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The Stink Bug Situation

Are you a guy like me who enjoys the aroma of a freshly squeezed stink bug? Kind of like fresh cut grass, guess its why I am in the business I am in! If you are not like me and have a disgust for these little critters, I understand. When these bugs start arriving in the spring and fall, they come in droves. I don’t know about anyone else, but it seems that I’ve really become aware of the high populations of these over the last couple years!


Where did they come from? The brown marmorated stink bug is native to China, Japan and surrounding countries.¬†They were first discovered in the United States in Pennsylvania during the late 1990’s, but no one knows for sure how they were introduced to North America.¬†Brown marmorated stink bug populations are exploding, and quickly becoming a nuisance to people in their homes.


This past fall, I was having a conversation with a friend at work and we were trying to figure out how these bugs were entering his house. After some investigating, we discovered a tiny opening near his air conditioner. My bud was chasing these marauder’s around the house for a month until they kind of just diminished. Apparently they migrate to peoples homes until the winter is over, then come out of hibernation when the weather warms up in the spring.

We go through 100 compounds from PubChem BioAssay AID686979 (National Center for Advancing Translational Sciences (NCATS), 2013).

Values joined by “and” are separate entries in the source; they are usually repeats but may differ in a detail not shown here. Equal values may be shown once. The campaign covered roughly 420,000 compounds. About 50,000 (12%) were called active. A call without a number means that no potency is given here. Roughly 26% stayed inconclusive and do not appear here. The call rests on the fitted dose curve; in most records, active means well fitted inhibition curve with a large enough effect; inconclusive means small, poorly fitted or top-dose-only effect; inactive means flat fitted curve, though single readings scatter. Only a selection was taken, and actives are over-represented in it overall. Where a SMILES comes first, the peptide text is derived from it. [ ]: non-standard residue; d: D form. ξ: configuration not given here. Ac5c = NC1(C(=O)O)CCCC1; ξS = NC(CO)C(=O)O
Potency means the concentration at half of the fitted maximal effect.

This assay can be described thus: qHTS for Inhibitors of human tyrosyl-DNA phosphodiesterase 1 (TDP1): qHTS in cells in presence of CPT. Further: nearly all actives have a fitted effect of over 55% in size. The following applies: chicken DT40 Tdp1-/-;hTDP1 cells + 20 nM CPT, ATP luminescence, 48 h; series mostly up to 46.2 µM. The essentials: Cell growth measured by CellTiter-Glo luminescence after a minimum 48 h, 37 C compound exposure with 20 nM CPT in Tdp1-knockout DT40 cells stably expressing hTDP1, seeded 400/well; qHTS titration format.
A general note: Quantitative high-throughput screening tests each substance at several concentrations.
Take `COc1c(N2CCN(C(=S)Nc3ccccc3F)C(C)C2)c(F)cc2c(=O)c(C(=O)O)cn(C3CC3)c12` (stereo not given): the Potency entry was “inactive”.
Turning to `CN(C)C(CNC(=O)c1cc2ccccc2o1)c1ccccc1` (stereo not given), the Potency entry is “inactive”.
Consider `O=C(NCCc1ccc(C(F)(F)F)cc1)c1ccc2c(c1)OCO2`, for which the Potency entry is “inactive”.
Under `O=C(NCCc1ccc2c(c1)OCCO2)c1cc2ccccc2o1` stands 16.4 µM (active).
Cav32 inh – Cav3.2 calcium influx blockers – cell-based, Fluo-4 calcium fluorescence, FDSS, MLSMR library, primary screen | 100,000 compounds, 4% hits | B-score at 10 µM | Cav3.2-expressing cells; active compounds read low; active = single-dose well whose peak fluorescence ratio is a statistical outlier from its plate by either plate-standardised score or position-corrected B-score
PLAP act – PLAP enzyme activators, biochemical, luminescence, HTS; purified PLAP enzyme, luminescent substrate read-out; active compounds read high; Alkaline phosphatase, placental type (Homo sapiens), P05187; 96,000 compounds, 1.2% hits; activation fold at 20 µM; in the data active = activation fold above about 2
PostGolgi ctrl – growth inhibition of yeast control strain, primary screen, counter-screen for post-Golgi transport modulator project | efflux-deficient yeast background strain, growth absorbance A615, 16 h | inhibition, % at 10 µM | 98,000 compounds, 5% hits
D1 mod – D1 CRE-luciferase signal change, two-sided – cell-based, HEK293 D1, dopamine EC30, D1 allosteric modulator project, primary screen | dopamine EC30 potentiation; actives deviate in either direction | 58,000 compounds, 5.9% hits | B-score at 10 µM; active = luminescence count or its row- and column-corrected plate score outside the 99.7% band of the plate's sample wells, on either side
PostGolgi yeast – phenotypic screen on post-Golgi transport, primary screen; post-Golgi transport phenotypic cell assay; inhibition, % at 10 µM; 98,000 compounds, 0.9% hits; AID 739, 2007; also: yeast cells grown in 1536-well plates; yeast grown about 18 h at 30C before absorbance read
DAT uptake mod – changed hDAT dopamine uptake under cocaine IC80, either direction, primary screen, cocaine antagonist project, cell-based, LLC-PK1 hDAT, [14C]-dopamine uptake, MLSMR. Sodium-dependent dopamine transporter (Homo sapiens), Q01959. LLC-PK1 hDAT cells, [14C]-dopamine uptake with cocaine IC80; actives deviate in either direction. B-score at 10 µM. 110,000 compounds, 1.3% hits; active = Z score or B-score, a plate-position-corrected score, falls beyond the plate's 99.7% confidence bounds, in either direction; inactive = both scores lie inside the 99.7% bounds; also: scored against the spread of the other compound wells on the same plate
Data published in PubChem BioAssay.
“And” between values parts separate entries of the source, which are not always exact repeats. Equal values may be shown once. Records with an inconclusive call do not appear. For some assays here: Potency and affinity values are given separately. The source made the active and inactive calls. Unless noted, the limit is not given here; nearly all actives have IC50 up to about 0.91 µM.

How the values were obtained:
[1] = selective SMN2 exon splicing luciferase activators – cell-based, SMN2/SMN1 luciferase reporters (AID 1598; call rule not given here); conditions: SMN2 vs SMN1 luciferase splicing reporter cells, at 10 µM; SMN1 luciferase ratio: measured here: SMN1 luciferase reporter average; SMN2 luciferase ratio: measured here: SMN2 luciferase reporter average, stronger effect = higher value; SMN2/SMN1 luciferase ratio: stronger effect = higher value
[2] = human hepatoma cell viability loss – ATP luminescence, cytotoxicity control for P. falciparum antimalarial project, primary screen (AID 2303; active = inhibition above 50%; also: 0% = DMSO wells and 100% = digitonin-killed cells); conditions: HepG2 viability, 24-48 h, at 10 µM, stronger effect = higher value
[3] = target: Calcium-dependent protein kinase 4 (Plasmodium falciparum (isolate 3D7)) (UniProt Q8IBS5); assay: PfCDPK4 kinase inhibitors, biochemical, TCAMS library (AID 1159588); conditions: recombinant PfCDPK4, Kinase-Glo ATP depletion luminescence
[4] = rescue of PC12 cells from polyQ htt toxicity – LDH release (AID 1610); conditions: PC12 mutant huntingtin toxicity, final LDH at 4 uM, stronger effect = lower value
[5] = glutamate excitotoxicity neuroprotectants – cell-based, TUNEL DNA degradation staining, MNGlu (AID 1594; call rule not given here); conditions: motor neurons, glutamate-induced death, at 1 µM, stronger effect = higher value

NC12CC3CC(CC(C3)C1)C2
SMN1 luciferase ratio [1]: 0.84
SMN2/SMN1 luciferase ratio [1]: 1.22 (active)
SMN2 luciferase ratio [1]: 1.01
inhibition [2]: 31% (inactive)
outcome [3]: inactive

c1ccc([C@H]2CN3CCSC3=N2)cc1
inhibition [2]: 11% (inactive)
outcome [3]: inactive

For homeowners to control the populations you can stop by our Garden Center to pick up stink bug traps to catch these pests before they become a nuisance. In addition to trapping the bugs, you should also take steps to prevent them from entering your home in the future. You can proof your home by sealing all cracks and crevices and replacing screens that have holes.


The brown marmorated stink bug also disrupts the growth of crops like peppers, corn green beans, asparagus, and soybeans, as well as fruit peaches, apples, grapes, and pears.



The bug at this point is not a threat to people, just some fruit and vegetables.


-Mike Wrobel

Winterberry Gardens